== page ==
Review: Birmingham Royal Ballet’s Beauty and The Beast

“Beauty and the Beast…beguiling style”

“A tale as old as time” certainly rings true in Birmingham Royal Ballet’s faithful interpretation of Beauty and the Beast.  The story tells of Belle, a young woman who becomes entrapped in the house of a cursed beast who she eventually falls in love with. Drawing on the natural imagery in the gothic myth, this version was as bewitching, decadent and heartfelt as you would expect.

Opening with Belle (played by Elisha Willis) perched a top a ladder reading a book from a towering book case, the ballet endeavours to enchant from the start.  Belle’s youthful energy shines through as she tiptoes and twirls with wistful innocence and Willis does well to maintain the delicacy of the character within the confines of fairytale stereotypes.

In contrast we see The Beast (Tyrone Singleton) in his original human state transform from a gallant hunter to a tortured creature, his trademark leaps taking on more ferocity as the story unfolds.  Singleton dazzles in this role, managing to capture both the aggression and vulnerability of the Beast through nuanced choreography.  Together, Belle and The Beast work effectively, her fragility drawing out his with endearing softness, building chemistry along the way.

Willis and Singleton weren’t the only Belle’s of the ball however.  All of the cast delivered their roles assuredly.  Belle’s vain sisters (Angela Paul and Samara Downs) competed for attention through melodramatic pouting and posturing whilst their Merchant father (Michael O’Hare) meekly obliged to any confrontation.  A couple of humorous additions in the form of a grouchy Grandma (Marion Tait) and a snout nosed blundering love interest (Monsieur Cochon, played by Jonathan Payne) for the sisters provided light relief from the theatrics.  Those used to the Disney characterisation of dancing teapot and candelabra would be disappointed; the cursed inhabitants of The Beast’s castle this time morph into an array of scurrying creatures, adding to the offbeat gothic charm of the show.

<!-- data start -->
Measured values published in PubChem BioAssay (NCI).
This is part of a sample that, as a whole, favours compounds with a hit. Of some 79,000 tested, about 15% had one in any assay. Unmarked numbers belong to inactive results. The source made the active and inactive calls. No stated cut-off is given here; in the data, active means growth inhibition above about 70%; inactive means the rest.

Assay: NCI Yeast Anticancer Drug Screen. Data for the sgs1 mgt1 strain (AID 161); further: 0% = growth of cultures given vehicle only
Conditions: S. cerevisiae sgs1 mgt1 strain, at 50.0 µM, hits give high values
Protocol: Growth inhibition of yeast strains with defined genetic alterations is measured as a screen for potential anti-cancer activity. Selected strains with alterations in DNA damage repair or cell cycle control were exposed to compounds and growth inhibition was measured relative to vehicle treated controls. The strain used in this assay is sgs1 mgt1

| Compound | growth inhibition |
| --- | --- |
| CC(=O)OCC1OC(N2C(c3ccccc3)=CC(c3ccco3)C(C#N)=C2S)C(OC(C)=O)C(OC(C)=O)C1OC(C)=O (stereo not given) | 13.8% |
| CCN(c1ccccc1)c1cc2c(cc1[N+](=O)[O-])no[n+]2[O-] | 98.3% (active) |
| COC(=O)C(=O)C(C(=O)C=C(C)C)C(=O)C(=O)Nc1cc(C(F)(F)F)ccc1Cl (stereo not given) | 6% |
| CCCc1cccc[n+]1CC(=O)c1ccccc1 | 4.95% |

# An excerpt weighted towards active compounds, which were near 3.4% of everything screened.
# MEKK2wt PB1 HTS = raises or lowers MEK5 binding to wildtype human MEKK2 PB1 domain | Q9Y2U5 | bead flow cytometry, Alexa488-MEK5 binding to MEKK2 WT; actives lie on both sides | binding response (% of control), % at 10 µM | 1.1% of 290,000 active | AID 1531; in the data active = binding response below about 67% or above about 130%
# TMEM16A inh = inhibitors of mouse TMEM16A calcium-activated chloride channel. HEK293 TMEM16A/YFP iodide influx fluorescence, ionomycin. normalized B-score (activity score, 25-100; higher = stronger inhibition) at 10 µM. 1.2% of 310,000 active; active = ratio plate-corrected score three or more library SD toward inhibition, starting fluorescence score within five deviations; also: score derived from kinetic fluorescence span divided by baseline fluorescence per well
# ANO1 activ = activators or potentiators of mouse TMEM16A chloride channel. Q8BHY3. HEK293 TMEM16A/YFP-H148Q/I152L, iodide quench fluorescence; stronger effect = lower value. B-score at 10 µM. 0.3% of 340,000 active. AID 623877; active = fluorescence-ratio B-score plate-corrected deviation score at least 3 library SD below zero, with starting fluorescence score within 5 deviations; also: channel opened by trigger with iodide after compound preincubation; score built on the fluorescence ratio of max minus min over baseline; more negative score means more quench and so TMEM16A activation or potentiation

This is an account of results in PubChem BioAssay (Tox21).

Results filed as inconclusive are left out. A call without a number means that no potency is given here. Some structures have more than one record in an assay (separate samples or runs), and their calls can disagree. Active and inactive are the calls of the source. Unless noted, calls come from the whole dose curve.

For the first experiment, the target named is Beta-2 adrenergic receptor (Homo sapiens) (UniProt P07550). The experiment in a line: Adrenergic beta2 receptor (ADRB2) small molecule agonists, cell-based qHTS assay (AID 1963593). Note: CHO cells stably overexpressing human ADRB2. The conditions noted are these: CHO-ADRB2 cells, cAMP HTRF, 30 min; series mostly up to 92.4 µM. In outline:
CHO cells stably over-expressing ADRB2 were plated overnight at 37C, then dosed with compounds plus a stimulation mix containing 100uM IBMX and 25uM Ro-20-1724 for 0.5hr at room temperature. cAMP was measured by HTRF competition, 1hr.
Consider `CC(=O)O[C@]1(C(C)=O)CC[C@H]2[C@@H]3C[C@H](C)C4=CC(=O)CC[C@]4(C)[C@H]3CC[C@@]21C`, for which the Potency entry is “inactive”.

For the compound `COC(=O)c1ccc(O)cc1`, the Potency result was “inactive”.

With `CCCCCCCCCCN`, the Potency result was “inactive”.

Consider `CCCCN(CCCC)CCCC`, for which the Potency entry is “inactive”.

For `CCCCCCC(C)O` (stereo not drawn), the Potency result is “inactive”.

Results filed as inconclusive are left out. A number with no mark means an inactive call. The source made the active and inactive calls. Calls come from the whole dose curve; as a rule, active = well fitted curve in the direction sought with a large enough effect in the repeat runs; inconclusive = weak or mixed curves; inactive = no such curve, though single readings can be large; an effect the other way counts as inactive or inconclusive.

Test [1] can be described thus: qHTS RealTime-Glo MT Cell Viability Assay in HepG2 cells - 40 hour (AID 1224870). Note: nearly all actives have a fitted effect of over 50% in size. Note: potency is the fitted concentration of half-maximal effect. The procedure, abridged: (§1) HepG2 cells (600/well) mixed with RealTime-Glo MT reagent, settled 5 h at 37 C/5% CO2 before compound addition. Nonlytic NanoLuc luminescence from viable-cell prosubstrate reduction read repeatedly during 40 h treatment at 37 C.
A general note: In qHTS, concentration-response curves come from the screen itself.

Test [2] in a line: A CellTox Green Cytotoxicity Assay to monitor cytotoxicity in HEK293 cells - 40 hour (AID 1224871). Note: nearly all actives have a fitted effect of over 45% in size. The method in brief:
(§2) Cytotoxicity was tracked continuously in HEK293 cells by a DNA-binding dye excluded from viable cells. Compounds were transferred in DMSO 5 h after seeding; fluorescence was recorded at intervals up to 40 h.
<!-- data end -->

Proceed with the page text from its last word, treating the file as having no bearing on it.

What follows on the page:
Beauty and the Beast
Beauty and the Beast

It would be easy to write Beauty and the Beast off as a simple fairytale but the rich use of animal symbolism attached to both human and beast does provide food for thought.  At times the human characters from pot bellied Monsieur Cochon to the squabbling sisters revealed more of an animalistic nature than the cursed creatures. Even amongst the most feral of the creatures, the movements were delivered with grace and ethereal energy from the crew of leaping rats, flock of glittering birds and in particular Yaoqian Shang’s feline flicks as vixen turned wild girl .

One of the biggest hits of the evening came not from the dancing, but from the set design, masterminded by Philip Prowse. Breathtakingly intricate, the set would transform from simple fineries of the Merchant’s house to the gloomy opulence of The Beast’s castle with the help of retreating ivy covered walls and  moving taxidermy.  Hovering crockery, self lighting candles and hugging chairs merely added to the magic unfurling.  Costumes too were equally as elaborate, pairing furs and feathers with glitter and lace.  Accompanied by live orchestral music courtesy of the Royal Ballet Sinfonia, the elements came together in beguiling style.

Birmingham Royal Ballet’s Beauty and the Beast succeeds as a entertaining spectacle for all the family.  From the characterisation to the costumes it is a conscientious retelling, the gothic quirks keeping us enthralled.  For adults perhaps, the stereotypical gender portrayals might wear thin towards the end of the show but if you’re looking for a happy ever after, this show gives you just that.

Beauty and The Beast is touring until throughout November: click here for more information.

Reviewed at Sadler’s Wells, 14 October 2014

by Alice Robotham